The only real issue I have with Mortal Kombat’s gameplay is the inclusion of Easy Fatalities, which allow players to perform Fatalities by using tokens that are purchased with real money. The inclusion of microtransactions in games has been a source of frustration for gamers, especially since they are becoming more common. Not only are Fatalities optional, but are already easy to execute. Given that I spent seventy dollars to buy the game, I find it more than a little insulting that NetherRealm Studios would include this feature in the hope that I would spend even more money on an unnecessary feature. Its inclusion suggests that there was corporate interference in the game’s development. Although there is no need to use Easy Fatalities, the token counter is ever present. It’s a black eye on what is otherwise a solid combat system.

Mortal Kombat X
Score Breakdown:
Higher is better
(10/10 is perfect)

Game Score - 86%
Gameplay - 17/20
Graphics - 9/10
Sound - 8/10
Stability - 4/5
Controls - 5/5

Morality Score - 57%
Violence - 0/10
Language - 3.5/10
Sexual Content - 8/10
Occult/Supernatural - 8.5/10
Cultural/Moral/Ethical - 8.5/10

As with the previous game in the series, Mortal Kombat X offers players a lot of single player content. Upon first loading up the game, players are taken through a short gameplay tutorial and a video explaining the new Faction system. Regardless of what mode players choose to spend their time playing, they will earn points towards their desired faction. Though little more than a gimmick, it makes players feel that they are part of a larger community. The Story mode, like Injustice and the previous Mortal Kombat game, is divided into several chapters each of which focuses on a specific character. Playing through Story mode will take players roughly five hours to complete depending on their skill with fighting games. After finishing the game, players can play the Klassic tower (MKX’s arcade ladder), found among the Traditional Towers, to unlock character specific endings. There are also the Test Your Might, Test Your Luck, Survival and Endless towers for players looking for additional challenges. The Living Towers provide players with Hourly, Daily and Premier challenge towers which are time sensitive. Aside from the towers, players can also play a Single Match against a computer controlled opponent.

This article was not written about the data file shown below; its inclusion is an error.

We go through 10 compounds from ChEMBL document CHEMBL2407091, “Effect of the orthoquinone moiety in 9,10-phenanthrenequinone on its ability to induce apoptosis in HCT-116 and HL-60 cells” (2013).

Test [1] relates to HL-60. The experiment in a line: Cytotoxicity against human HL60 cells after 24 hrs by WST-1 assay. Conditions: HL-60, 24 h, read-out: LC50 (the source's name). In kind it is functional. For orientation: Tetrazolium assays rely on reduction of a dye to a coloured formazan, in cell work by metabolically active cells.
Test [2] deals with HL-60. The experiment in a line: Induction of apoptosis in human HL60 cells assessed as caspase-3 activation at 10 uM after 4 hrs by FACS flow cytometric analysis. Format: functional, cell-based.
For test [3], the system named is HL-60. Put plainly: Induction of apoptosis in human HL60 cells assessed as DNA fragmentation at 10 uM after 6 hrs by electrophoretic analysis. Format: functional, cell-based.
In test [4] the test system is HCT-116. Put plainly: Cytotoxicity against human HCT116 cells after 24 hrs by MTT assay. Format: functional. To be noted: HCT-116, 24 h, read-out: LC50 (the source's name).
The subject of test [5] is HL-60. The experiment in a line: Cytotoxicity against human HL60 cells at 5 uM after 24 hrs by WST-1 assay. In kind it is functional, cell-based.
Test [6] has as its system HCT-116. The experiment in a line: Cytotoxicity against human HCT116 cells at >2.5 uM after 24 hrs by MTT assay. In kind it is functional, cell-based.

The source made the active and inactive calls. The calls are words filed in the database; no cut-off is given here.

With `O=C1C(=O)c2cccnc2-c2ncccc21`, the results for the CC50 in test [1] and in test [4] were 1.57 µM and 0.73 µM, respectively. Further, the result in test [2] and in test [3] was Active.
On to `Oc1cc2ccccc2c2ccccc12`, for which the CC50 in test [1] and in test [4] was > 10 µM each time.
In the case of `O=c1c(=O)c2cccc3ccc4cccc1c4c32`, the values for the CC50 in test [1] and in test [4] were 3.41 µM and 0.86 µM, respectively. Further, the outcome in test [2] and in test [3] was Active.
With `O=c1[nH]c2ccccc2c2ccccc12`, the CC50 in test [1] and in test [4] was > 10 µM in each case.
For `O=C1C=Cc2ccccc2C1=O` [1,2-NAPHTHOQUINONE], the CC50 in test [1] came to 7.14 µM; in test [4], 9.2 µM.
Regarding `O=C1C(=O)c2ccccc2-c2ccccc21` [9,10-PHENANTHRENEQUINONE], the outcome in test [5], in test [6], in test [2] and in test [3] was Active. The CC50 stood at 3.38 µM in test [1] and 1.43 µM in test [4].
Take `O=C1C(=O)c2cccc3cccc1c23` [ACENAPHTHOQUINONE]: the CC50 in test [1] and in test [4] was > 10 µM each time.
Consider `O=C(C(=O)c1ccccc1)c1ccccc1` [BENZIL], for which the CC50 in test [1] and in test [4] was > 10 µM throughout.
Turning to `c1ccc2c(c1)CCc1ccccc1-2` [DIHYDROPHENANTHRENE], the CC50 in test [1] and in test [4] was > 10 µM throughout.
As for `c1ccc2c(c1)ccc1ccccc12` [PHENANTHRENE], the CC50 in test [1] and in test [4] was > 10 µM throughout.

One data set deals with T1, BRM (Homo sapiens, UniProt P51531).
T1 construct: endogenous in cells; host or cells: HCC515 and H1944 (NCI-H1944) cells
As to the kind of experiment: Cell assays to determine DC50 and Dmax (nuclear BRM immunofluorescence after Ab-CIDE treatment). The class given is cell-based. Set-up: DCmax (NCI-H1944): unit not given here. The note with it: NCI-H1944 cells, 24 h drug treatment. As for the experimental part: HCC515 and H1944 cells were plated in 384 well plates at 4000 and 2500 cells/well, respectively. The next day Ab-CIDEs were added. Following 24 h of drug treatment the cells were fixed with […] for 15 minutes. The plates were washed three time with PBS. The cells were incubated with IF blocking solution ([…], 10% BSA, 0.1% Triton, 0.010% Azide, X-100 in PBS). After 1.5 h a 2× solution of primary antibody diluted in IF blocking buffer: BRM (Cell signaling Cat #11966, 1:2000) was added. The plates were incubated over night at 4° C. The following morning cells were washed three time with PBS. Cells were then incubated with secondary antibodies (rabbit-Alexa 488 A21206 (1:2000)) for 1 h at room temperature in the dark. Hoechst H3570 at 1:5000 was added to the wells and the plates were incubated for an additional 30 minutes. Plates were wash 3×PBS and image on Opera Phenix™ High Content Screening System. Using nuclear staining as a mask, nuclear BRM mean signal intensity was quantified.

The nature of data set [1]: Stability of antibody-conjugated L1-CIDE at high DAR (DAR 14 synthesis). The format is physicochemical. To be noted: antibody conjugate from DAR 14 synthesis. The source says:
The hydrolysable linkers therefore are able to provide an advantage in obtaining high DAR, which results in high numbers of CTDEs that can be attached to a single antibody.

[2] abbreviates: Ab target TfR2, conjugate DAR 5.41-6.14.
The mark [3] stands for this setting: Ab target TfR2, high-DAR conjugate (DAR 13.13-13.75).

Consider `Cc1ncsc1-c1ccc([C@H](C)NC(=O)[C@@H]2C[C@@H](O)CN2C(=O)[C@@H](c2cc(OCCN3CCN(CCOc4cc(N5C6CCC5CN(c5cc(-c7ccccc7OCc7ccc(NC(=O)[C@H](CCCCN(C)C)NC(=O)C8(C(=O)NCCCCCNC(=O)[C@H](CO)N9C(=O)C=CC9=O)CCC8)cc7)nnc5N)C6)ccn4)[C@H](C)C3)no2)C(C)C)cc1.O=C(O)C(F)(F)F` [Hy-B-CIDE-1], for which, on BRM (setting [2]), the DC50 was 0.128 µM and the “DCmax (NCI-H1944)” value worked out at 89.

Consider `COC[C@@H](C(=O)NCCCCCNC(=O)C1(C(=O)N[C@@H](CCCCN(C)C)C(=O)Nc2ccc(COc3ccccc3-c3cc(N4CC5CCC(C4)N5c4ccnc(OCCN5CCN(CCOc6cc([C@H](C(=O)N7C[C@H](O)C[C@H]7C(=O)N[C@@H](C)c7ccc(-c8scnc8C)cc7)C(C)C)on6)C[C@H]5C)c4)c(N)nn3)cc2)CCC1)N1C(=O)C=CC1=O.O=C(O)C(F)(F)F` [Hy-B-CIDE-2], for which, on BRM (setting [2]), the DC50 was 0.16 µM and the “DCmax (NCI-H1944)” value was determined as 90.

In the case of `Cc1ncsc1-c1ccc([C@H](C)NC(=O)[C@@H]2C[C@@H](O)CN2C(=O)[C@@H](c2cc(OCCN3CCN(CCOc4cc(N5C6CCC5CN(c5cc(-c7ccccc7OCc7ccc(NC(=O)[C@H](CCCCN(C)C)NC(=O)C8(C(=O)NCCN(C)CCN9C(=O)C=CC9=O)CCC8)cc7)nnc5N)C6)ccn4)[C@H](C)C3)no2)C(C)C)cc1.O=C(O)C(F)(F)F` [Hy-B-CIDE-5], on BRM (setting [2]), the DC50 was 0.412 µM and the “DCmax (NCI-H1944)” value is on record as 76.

Mortal Kombat X’s online multiplayer, despite numerous patches released by NetherRealm Studios to fix it, is inconsistent. While some players have not reported issues, others have had serious difficulty. My time online was marred by bizarre slowdowns and constant lag. When the game was released, the online servers were regularly being shut down for maintenance. Even connecting to the WBPlay, Warner Bros. Interactive Entertainment service is inconsistent. Far too often I found myself unable to connect to the service, even after numerous login attempts. Despite the online problems with Injustice and their promises to address them in MKX, NetherRealm Studios still haven’t figured out how to provide players with a solid online experience.